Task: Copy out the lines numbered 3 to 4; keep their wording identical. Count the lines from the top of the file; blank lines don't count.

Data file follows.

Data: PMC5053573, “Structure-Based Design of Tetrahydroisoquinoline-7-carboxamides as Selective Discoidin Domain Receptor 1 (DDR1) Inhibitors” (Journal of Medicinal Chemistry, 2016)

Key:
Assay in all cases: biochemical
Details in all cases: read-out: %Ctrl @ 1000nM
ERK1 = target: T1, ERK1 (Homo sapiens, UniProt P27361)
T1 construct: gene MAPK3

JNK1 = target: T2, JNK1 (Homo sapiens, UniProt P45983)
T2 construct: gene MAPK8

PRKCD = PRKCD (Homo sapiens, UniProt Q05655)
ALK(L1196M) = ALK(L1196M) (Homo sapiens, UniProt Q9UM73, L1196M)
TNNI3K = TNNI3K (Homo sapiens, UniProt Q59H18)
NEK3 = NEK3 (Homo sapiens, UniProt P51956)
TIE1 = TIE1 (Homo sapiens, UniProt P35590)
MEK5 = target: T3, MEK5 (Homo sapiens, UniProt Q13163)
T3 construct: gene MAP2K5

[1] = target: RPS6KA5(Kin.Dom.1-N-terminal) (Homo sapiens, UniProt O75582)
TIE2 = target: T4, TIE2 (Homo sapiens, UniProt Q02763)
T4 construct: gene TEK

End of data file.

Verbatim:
Assay in all cases: biochemical
Details in all cases: read-out: %Ctrl @ 1000nM